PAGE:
Armadillo Christmas Bazaar Continues Its Nomadic Ways

Local shopping extravaganza moves from Austin Music Hall.

Van Wilks at the Armadillo Christmas Bazaar<p>Photo courtesy of Bob Daemmrich
Van Wilks at the Armadillo Christmas Bazaar

Photo courtesy of Bob Daemmrich

The Armadillo Christmas Bazaar has become a bit of a vagabond this year as it moves from its 12-year run at the recently upgraded Austin Music Hall to a small slice of exhibit space at the Convention Center.

Producer Bruce Willenzik is still in chipper spirits about the show, which is now officially without a permanent home. This, of course, is not the first time the show has moved. It started at the old National Guard Armory that became the Armadillo World Headquarters. At first, the show was a fundraising effort to take care of the "counterculture element" – read Austin's early hippie music scene – that took root at the Armadillo.

"We had 14,400 square feet. We had a live recording studio, a kitchen, a bakery. The very first bun for ThunderCloud Subs was made there," recalls Willenzik, who just turned 60. "The very first nonmilitary musical act in the old armory, back in 1954, was the Louisiana Hayride, featuring a little-known singer called Elvis Presley ... so the building already had a little magic to it."

But that magic wouldn't last forever. When the Armadillo was demolished in 1981 – it became the site of One Texas Center, and much of its memorabilia is now at Threadgill's World Headquarters – Willenzik offered to buy the rights to the show and take in on the road. First it was the old Rylander's grocery store on Man­chaca at Stassney. Then it moved up the road to the Austin Opera House. Then it landed at the Austin Music Hall for a lengthy run. This year, with the Music Hall undergoing renovations for much of this past year, the show moves to the Convention Center for its 32nd year.

Willenzik likes to describe the bazaar as a for-profit, community-based, counterculture business model, three terms that rarely exist in the same sentence. This year will feature about 100 artisans across genres, from music to furniture to art, and, as usual, each artist will take his or her profits from the show's sales. Willenzik takes the door receipts.

"Most of our artists have been with us 15 or 20 years. Some are second generation," Willenzik said. "The way we work on developing our artists, we try to keep a sphere of prosperity around the show. All we ask [is] that everybody grow and thrive and evolve. If you agree, your work is going to get better every year – better work, better presentation, better quality, better merchandise – you automatically get to come back."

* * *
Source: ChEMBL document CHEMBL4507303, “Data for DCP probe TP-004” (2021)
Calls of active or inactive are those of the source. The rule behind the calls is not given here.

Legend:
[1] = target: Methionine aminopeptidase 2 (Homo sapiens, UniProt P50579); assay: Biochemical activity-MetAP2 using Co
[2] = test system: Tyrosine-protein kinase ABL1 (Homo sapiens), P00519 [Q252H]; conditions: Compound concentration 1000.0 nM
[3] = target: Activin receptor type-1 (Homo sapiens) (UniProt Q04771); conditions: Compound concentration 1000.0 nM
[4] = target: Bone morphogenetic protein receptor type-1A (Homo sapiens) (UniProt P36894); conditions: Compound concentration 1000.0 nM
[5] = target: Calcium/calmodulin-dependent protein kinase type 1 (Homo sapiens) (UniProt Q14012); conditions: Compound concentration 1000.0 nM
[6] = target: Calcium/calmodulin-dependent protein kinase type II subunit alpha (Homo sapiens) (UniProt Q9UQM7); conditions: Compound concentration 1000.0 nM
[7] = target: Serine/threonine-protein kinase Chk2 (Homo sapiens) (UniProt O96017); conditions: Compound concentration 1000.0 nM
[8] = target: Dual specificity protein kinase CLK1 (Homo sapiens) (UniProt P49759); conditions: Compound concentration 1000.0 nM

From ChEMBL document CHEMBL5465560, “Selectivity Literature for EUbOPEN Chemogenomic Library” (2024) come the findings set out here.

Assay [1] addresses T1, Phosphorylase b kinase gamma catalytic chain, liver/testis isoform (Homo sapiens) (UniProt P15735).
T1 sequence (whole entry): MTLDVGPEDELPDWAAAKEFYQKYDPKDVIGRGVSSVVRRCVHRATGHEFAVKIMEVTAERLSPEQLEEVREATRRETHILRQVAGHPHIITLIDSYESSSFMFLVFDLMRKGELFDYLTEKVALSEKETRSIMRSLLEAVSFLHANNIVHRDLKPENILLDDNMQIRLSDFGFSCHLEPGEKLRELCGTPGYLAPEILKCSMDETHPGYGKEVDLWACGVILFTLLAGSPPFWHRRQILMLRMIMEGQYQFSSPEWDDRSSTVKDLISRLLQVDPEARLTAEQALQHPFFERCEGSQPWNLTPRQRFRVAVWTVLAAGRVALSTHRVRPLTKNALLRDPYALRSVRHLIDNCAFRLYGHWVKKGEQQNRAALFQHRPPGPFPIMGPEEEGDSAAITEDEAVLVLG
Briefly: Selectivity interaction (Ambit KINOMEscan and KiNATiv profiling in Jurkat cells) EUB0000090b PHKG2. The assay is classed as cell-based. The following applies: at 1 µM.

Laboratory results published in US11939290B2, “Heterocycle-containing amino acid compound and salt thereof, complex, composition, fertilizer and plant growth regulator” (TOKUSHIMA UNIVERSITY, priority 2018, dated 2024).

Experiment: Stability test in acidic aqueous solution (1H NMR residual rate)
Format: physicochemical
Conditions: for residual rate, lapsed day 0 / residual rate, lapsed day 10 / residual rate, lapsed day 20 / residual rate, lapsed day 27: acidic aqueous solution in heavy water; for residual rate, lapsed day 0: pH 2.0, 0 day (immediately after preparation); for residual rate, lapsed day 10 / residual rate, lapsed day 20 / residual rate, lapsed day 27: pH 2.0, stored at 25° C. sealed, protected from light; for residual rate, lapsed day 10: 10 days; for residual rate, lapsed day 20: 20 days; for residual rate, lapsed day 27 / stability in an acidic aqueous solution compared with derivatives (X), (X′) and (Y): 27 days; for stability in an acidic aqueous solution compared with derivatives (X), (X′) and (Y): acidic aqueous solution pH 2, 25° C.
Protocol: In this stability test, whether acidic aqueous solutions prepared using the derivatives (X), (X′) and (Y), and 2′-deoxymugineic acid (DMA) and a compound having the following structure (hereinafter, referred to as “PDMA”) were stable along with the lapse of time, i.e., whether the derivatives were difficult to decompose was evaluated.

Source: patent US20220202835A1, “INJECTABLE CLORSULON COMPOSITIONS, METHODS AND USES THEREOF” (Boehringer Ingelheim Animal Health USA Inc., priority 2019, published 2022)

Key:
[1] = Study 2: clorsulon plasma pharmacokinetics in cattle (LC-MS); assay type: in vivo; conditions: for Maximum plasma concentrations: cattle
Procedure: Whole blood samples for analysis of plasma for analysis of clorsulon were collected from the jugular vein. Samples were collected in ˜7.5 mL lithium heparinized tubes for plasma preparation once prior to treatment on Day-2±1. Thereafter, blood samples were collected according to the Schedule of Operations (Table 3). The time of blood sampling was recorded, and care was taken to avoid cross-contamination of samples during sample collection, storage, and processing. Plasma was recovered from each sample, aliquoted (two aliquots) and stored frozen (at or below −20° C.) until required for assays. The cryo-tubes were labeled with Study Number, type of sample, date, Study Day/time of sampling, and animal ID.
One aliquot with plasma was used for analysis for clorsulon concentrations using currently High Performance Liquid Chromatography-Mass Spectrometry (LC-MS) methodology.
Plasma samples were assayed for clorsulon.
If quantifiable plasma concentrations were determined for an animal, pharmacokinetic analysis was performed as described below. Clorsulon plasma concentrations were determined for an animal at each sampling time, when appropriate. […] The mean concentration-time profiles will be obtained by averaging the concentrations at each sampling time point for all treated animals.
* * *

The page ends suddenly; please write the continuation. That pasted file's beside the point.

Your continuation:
Setting up the rather sterile space at the Convention Center is tricky, Willenzik said. He and his crew have always depended on the mood of the venue to get people in the shopping spirit. Without the ability to hang or nail, Willenzik will depend on trusses, lowered lighting, and art projections on the wall to set the mood.

One rather generous 500-square-foot booth this year is a partnership between co-founder Barbara Kooyman of Texamericana and Leea Mechling of the South Austin Muse­um of Popular Culture. Kooyman, formerly of the band Timbuk 3, will bring the music. Mech­ling and her crew from the Armadillo Art Squad will cover the graphic arts. The goal will be to present indie artists for indie media, Kooyman said. The space will feature local artists, including an autograph bar where people such as Kinky Friedman, Tommy Han­cock, Eddie Wilson, and the Texana Dames will be signing their work. Profits will go to Texamericana, which promotes local artists. "We're working really fast to put it together," Kooyman said. "It should be a lot of fun, creating something that will be a lot of fun for the community and the arts, as well."

The Armadillo Christmas Bazaar will be in Exhibit Hall 2 of the Austin Convention Center, on the Trinity Street side. It's open Dec. 14-24, 11am-11pm daily. Admission is $3 on weekdays before 7pm and $6 on evenings and weekends.

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Armadillo Christmas Bazaar, Bruce Willenzik, Barbara Kooyman, TexAmericana, Leea Mechling, South Austin Museum of Popular Culture

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